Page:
An infant is born without any teeth. The central incisors come first, then the laterals, the canines, and then they fall again. By the age of fourteen a human being has twenty eight teeth- by adulthood, thirty two. In humans, a display of the front of those symbolises happiness. For an animal, a display of the teeth is a threat. Everything Nureyev has ever been has teeth marks on it.
Everything, because it has been a long time since he has felt like a person.
Rip out a tooth from the root. Same metallic taste in the back of the throat as with bleeding inside of the head. He tasted it sometimes even without the blood, was sure his mouth tore at the edges more and more these days even if he could never see it. His teeth had never finished coming through. Peter Nureyev had not been a whole man long enough for it. They had started pushing back on Brahma when he was a kid and were still aching. A reverse rebirth. Instead of sprouting he had pushed them back in and himself with them.
His lip is torn, equal amounts makeup and gore, and by morning he will have folded that back into himself, too, a private little dance of despair; for now he closes his eyes, and listens to the quiet beastly rumble of the ship, and feels the vibration against his thighs. Somewhere along tonight’s dance he has ended up on the floor. Even through his lids he sees the red.
This ship touches too many nerves. All exposed, all at the same time, like a broken tooth- he hears the splintering of it in the quiet times, when the rest of them are asleep, hears it like- like-
Like a knife. Like a body falling. Like the whole wide world stops to push him down. In the quiet times in his head he screams so much that he can hear it in his dreams.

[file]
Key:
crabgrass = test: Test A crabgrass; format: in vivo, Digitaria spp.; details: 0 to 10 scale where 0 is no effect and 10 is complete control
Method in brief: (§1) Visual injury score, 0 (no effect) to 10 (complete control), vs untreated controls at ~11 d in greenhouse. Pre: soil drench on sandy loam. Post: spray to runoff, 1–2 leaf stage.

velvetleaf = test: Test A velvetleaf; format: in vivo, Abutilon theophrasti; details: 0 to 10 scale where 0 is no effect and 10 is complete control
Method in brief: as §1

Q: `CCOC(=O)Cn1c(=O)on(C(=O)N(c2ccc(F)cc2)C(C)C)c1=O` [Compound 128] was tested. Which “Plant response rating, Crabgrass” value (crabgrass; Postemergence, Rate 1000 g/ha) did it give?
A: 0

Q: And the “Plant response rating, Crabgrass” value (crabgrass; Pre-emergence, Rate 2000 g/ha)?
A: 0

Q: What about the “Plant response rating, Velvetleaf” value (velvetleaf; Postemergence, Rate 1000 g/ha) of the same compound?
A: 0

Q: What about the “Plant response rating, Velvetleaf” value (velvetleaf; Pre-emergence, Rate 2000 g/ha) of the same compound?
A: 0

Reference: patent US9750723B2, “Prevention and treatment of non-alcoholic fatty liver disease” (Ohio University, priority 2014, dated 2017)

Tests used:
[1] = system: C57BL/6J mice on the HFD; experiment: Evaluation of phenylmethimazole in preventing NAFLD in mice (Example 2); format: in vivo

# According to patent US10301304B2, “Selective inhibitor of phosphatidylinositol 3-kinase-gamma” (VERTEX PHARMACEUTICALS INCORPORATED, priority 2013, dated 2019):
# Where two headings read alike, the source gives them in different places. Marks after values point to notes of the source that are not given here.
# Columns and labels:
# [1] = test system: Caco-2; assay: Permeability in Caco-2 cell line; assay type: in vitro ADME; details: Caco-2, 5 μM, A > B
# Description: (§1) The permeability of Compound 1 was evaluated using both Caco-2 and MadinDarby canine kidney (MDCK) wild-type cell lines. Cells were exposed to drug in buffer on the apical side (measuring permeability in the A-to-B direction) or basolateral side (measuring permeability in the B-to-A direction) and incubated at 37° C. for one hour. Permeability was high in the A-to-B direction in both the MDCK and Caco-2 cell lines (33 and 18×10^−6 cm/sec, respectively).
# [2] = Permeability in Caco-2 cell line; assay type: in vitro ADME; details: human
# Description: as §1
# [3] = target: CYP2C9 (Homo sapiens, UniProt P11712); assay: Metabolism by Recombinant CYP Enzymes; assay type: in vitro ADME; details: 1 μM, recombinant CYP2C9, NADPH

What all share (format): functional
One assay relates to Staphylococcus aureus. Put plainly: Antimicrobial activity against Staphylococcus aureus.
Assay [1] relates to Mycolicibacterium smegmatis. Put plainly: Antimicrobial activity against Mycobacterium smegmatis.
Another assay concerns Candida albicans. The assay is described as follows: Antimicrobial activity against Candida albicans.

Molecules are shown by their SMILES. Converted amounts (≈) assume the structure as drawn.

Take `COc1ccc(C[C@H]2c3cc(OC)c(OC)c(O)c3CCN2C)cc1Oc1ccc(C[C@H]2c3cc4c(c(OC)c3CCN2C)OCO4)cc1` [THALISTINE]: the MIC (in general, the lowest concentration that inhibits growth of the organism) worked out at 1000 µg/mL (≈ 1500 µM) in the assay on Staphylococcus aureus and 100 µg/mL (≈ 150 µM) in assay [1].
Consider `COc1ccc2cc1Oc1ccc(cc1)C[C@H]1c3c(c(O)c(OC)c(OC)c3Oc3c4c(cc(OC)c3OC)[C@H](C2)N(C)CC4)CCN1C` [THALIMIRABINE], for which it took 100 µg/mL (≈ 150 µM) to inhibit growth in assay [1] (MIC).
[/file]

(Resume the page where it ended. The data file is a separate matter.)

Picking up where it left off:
The Carte Blanche has been to him a life of clenching teeth, of ribs coming loose and banging against the insides of his chest. He had not expected this, the violent anchoring that comes with the prospect of, well, reaching land, he supposes. It’s a thin line. He allows himself to fall to one side of it only when he is alone.
He sits on the floor and runs his tongue over his teeth. Wisdom teeth, sharpened canines, things that would mark him as himself should he die - a prospect that feels far too close and all too far these days, really, and even closer in the nights. When the crew heads to bed. When the lights dim and turn to red. It’s for their eyes- he knows, he knows, it is not his first time on a ship. Intimately he knows the importance of protecting one’s own assets. He knows the simple functions of the world he inhabits. He does not know how to live with this for as long as he has.
Nureyev does not believe in a god, but it would be funnier, he thinks, if there was one. Not for the redemption. Simply because, at least, then there would be someone to amuse with the show of a life he is putting on.
His skin’s about ready to crawl right off the meat of him, all pins and pricks and little ants underneath it. Maybe that would be amusing to a god, too, or perhaps even a particularly schadenfreude-driven human being. It is not fun for him, but that might just mean that he is not as much of a human being as he likes to play at, and really, he has never quite been- a human being is composed of memories and ties and actions and reactions, as much of the world around them as they are of the world inside them. Nureyev is full of dust and glass, he thinks, taking up all the space between his organs.
It’s not his fault. Some people are just born this way.
But he feels it. Has felt it every night since the very first one, sharp edges beginning to poke at the soft meaty parts of his insides as soon as the lights go down, as the ship turns red. He tries to sleep but ends up tossing and turning for hours, each night the same, each morning the struggle of covering up the dark bags under his eyes. Inside himself, he’s practically invisible; has lived holed up in his own brain for so long that he has made a home in there, private and secluded and so, so lonely, but the kind of loneliness that he is okay with, that lets him operate. No distractions other than the ones outside. No distractions. No distractions. And the light is so red.